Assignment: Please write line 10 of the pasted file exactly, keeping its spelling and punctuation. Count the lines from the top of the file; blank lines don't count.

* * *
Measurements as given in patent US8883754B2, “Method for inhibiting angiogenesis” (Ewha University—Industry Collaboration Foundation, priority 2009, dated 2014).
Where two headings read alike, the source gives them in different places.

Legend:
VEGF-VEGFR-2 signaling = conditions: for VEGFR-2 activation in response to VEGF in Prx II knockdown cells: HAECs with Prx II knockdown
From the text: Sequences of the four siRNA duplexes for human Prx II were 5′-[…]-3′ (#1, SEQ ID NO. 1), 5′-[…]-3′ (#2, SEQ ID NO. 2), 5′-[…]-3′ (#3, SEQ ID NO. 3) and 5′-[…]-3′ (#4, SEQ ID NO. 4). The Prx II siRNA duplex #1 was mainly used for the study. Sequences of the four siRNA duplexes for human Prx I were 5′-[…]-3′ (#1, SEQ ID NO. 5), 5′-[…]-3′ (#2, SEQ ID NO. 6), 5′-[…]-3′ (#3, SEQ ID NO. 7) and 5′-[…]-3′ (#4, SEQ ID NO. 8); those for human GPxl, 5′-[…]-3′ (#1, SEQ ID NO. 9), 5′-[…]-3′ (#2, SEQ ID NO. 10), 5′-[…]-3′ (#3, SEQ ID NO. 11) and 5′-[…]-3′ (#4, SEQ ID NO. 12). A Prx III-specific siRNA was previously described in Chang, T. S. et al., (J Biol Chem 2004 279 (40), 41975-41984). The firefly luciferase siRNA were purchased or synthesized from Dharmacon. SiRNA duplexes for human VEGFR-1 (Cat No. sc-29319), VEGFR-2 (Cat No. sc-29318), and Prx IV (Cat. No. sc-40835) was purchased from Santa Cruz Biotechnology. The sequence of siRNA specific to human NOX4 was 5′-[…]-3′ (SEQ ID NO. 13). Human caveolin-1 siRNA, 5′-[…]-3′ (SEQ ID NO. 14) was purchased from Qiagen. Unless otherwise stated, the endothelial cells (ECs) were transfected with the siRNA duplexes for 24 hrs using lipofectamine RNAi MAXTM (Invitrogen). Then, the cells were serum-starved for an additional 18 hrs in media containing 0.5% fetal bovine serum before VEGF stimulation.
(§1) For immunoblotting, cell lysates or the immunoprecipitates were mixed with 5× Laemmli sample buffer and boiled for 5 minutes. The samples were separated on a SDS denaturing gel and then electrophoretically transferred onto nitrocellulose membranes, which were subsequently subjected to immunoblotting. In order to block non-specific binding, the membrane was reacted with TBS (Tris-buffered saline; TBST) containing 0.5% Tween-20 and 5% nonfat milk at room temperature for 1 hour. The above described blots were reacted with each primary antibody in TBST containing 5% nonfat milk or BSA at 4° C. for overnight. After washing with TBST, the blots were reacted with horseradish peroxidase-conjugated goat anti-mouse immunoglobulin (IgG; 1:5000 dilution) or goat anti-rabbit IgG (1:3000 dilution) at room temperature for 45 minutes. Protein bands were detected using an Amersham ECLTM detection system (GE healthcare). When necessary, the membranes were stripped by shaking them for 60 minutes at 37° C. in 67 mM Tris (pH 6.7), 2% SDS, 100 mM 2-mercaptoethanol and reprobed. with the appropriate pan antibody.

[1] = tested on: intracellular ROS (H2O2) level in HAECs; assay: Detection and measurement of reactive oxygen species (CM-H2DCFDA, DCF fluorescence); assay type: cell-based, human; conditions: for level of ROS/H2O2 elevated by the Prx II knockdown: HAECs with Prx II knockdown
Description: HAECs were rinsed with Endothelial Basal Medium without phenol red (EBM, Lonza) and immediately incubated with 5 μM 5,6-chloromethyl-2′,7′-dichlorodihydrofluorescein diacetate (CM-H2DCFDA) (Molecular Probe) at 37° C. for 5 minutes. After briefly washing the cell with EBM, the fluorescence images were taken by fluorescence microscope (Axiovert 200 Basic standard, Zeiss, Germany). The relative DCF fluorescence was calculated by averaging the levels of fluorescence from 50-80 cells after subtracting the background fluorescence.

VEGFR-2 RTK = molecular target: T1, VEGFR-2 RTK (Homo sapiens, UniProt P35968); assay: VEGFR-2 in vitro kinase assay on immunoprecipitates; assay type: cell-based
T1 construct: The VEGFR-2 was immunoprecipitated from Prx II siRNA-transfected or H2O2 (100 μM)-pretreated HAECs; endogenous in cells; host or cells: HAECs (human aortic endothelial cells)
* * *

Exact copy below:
T1 construct: The VEGFR-2 was immunoprecipitated from Prx II siRNA-transfected or H2O2 (100 μM)-pretreated HAECs; endogenous in cells; host or cells: HAECs (human aortic endothelial cells)